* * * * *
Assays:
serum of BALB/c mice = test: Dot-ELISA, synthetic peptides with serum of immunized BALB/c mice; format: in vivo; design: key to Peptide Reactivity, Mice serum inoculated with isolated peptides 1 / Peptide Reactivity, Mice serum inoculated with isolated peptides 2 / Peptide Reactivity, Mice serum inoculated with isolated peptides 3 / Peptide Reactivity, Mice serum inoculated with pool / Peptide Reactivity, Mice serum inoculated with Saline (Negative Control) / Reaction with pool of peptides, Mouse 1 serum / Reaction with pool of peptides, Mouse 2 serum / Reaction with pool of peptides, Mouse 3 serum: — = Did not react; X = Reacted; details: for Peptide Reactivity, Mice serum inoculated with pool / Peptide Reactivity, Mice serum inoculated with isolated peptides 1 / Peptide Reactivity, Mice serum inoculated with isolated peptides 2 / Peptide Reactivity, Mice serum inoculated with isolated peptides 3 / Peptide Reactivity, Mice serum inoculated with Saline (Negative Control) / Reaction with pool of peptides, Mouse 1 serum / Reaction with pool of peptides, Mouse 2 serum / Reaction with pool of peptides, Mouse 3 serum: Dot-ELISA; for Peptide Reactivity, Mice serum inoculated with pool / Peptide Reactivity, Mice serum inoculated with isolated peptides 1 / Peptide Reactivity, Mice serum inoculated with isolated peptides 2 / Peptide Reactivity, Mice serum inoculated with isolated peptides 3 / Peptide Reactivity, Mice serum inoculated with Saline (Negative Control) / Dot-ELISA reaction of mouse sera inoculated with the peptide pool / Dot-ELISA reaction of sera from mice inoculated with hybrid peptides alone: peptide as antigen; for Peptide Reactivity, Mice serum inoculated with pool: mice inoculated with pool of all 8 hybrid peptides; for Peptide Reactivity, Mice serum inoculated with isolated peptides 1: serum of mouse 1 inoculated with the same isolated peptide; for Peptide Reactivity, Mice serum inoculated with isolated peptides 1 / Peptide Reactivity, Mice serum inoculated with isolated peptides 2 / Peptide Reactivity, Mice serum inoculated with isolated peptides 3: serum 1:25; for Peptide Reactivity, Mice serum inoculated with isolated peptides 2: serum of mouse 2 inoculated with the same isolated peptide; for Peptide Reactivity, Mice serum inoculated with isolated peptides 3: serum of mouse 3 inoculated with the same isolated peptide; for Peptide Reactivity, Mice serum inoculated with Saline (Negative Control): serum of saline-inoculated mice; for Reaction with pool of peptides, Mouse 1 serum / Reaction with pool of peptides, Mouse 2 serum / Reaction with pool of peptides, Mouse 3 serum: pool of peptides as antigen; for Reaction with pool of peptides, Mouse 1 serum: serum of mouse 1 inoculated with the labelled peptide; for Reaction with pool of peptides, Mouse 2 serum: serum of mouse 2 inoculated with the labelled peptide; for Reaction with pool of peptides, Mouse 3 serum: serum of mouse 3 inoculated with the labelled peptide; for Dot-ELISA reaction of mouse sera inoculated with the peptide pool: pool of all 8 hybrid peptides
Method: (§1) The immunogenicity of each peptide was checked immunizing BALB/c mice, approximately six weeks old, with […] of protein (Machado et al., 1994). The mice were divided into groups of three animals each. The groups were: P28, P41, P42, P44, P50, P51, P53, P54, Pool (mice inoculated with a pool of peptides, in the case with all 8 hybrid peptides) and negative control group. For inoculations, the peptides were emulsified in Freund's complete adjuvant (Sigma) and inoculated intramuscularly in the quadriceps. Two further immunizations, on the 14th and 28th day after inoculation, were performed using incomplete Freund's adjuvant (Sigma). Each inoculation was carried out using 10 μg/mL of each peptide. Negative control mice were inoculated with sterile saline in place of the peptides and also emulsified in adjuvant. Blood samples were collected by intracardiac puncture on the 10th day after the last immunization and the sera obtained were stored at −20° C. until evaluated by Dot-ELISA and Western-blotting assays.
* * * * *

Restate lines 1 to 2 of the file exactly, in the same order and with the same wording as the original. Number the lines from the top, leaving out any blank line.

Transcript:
Assays:
serum of BALB/c mice = test: Dot-ELISA, synthetic peptides with serum of immunized BALB/c mice; format: in vivo; design: key to Peptide Reactivity, Mice serum inoculated with isolated peptides 1 / Peptide Reactivity, Mice serum inoculated with isolated peptides 2 / Peptide Reactivity, Mice serum inoculated with isolated peptides 3 / Peptide Reactivity, Mice serum inoculated with pool / Peptide Reactivity, Mice serum inoculated with Saline (Negative Control) / Reaction with pool of peptides, Mouse 1 serum / Reaction with pool of peptides, Mouse 2 serum / Reaction with pool of peptides, Mouse 3 serum: — = Did not react; X = Reacted; details: for Peptide Reactivity, Mice serum inoculated with pool / Peptide Reactivity, Mice serum inoculated with isolated peptides 1 / Peptide Reactivity, Mice serum inoculated with isolated peptides 2 / Peptide Reactivity, Mice serum inoculated with isolated peptides 3 / Peptide Reactivity, Mice serum inoculated with Saline (Negative Control) / Reaction with pool of peptides, Mouse 1 serum / Reaction with pool of peptides, Mouse 2 serum / Reaction with pool of peptides, Mouse 3 serum: Dot-ELISA; for Peptide Reactivity, Mice serum inoculated with pool / Peptide Reactivity, Mice serum inoculated with isolated peptides 1 / Peptide Reactivity, Mice serum inoculated with isolated peptides 2 / Peptide Reactivity, Mice serum inoculated with isolated peptides 3 / Peptide Reactivity, Mice serum inoculated with Saline (Negative Control) / Dot-ELISA reaction of mouse sera inoculated with the peptide pool / Dot-ELISA reaction of sera from mice inoculated with hybrid peptides alone: peptide as antigen; for Peptide Reactivity, Mice serum inoculated with pool: mice inoculated with pool of all 8 hybrid peptides; for Peptide Reactivity, Mice serum inoculated with isolated peptides 1: serum of mouse 1 inoculated with the same isolated peptide; for Peptide Reactivity, Mice serum inoculated with isolated peptides 1 / Peptide Reactivity, Mice serum inoculated with isolated peptides 2 / Peptide Reactivity, Mice serum inoculated with isolated peptides 3: serum 1:25; for Peptide Reactivity, Mice serum inoculated with isolated peptides 2: serum of mouse 2 inoculated with the same isolated peptide; for Peptide Reactivity, Mice serum inoculated with isolated peptides 3: serum of mouse 3 inoculated with the same isolated peptide; for Peptide Reactivity, Mice serum inoculated with Saline (Negative Control): serum of saline-inoculated mice; for Reaction with pool of peptides, Mouse 1 serum / Reaction with pool of peptides, Mouse 2 serum / Reaction with pool of peptides, Mouse 3 serum: pool of peptides as antigen; for Reaction with pool of peptides, Mouse 1 serum: serum of mouse 1 inoculated with the labelled peptide; for Reaction with pool of peptides, Mouse 2 serum: serum of mouse 2 inoculated with the labelled peptide; for Reaction with pool of peptides, Mouse 3 serum: serum of mouse 3 inoculated with the labelled peptide; for Dot-ELISA reaction of mouse sera inoculated with the peptide pool: pool of all 8 hybrid peptides